Within the narratives, the obvious points of relation between the stories can be found at the moments at which the characters consume the tales of their predecessors. As we have seen, these moments are often accompanied by doubts or criticisms that call authorship into question. These are moments of transmission. Whatever the truth of the comet birthmark each character hands off both doubt and knowledge to the next. The uneasy resonance of each story for the consumer binds the structure together. At the same time the character’s explicit doubt emphasises artifice. By questioning the provenance of the preceding text, for example, Frobisher, challenges the frame and he ushers in Mitchell the author.
There’s much fun to be had with explicit references between the tales. Ayrs dreams of Somni’s servery– a ‘nighmarish cafe’ where the ‘waitresses all had the same face’. Cavendish, is mis-sold tickets by ‘stem-cell twins’ and is served slop by a ‘sexless automaton’. He also, of course, sings out his line about Soylent Green, and encounters a Sikh taxi driver who says: “Sick teen-squid Zachary”.
This last, apart from being an absolutely appalling pun, is interesting because it illustrates yet another instance of double think or double-focus. On the one hand these references across stories bring the novel together, they support a thesis of interconnectedness. We are tempted to use them to construct a theory, a plausible model of the universe. On the other hand, Mitchell-the-author is clearly winking at the reader over the heads of his characters here (as he does with the title for Luisa Rey’s story: Half Lives and any number of other nudges).
Less flippantly, the central themes of Cloud Atlas appear everywhere–in symbols, asides, tableaux of plot. Everywhere we see power and submission. Alberto Grimaldi, Somni~451, and Morty Dhondt all ruminate on the will to power, as does Doctor Goose in his own way. Kapuka and the Maori teach the same lesson with murder and rape. Nea So Copros subjugates its clones and its ‘downstrata’ citizens.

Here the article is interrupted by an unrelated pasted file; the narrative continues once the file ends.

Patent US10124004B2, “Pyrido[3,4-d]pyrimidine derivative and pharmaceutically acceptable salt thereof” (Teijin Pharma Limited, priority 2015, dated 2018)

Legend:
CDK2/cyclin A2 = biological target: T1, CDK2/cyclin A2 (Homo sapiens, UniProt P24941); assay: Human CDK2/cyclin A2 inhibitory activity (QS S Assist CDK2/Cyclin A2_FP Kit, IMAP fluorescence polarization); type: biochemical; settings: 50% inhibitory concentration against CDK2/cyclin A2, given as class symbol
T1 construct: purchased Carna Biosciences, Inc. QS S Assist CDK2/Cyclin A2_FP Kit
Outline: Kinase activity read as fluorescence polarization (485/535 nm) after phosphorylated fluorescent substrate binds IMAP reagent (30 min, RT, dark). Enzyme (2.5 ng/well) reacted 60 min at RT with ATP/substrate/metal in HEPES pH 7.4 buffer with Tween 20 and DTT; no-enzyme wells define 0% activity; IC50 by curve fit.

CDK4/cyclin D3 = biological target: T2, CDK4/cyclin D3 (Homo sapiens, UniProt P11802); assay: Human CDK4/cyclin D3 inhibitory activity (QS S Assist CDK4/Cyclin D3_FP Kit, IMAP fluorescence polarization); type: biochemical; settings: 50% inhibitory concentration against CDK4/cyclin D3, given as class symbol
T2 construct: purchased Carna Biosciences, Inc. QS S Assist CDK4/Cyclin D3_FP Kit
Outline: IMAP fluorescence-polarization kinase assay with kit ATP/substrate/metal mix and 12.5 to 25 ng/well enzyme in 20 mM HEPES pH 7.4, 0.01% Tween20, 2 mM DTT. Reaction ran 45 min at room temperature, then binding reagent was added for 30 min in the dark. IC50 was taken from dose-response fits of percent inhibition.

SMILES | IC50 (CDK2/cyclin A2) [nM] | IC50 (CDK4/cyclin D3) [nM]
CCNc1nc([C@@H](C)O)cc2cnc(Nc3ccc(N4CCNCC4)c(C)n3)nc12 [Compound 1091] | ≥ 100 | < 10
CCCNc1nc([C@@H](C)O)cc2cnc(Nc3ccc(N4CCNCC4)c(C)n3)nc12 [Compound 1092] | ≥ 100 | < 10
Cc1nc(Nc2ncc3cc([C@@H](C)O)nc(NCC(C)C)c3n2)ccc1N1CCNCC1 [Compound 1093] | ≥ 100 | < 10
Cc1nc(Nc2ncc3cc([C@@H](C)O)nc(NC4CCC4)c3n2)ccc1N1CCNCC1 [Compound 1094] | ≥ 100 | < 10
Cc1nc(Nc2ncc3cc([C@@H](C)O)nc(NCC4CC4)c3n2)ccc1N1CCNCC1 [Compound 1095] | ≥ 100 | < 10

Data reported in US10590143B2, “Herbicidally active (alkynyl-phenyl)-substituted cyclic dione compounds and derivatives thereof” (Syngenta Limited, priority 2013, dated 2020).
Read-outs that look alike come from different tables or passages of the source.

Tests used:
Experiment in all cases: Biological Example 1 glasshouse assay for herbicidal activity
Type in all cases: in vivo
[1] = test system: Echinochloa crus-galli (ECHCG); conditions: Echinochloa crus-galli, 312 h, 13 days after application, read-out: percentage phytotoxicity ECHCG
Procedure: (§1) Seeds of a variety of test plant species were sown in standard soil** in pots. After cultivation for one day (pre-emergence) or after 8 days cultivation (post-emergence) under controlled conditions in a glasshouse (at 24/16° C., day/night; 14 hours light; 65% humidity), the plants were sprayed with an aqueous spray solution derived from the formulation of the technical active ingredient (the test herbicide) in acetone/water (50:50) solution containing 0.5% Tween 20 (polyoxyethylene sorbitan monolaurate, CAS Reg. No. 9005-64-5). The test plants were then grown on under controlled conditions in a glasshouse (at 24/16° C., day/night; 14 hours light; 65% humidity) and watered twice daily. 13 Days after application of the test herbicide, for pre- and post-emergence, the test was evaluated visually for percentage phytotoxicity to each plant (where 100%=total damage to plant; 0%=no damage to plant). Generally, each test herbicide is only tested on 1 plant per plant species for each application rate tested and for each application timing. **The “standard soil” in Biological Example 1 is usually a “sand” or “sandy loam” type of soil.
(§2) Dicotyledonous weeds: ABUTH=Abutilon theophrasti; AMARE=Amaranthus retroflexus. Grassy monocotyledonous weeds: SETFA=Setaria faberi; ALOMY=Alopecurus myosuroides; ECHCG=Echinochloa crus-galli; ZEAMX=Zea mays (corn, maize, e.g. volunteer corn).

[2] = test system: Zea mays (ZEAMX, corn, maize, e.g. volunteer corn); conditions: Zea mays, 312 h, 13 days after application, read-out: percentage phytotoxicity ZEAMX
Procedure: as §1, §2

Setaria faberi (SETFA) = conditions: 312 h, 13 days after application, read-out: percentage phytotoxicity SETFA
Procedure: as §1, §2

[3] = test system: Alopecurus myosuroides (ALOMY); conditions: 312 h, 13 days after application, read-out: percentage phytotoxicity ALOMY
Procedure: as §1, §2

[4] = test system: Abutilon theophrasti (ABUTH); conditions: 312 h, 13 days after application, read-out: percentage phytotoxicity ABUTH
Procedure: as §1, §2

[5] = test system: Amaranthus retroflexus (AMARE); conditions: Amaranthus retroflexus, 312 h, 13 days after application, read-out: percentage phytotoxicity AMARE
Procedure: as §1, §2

The powerful feast, sometimes literally, on the weak. “Soylent Green is People!”, wails Timothy Cavendish once again. And of course, it turns out in Somni’s tale that Soap, the food of clones is in fact made of people. Goose, who is found in the opening scene collecting teeth in a ‘cannibal’s banqueting hall’ is a vampire, thinks Frobisher. His first Law of Survival is ‘The Weak are Meat the Strong do Eat’
Despoilation too is everywhere. Western hunters deplete the seal population of Rēkohu 14. The Swannekke B plant threatens ecological disaster, The corpocracy of Nea So Copros is fighting a losing battle against the encroaching badlands, and Zachry lives in a world on the other side of ruin.
And always, there is circularity.
The characters are bound up in a complex and strange machine, one in which the parts don’t quite fit. ‘We cross, crisscross and recross our old tracks like figure skaters’ says Timothy Cavendish. The sense that everything will repeat, or that souls reincarnate pervades. There is a conceit that the story’s protagonists are somehow instances of the same spirit. They are, most obviously bound together by the presence of the comet birthmark, but also by their premonitions of one another’s lives, or maybe of future possible versions of their own lives.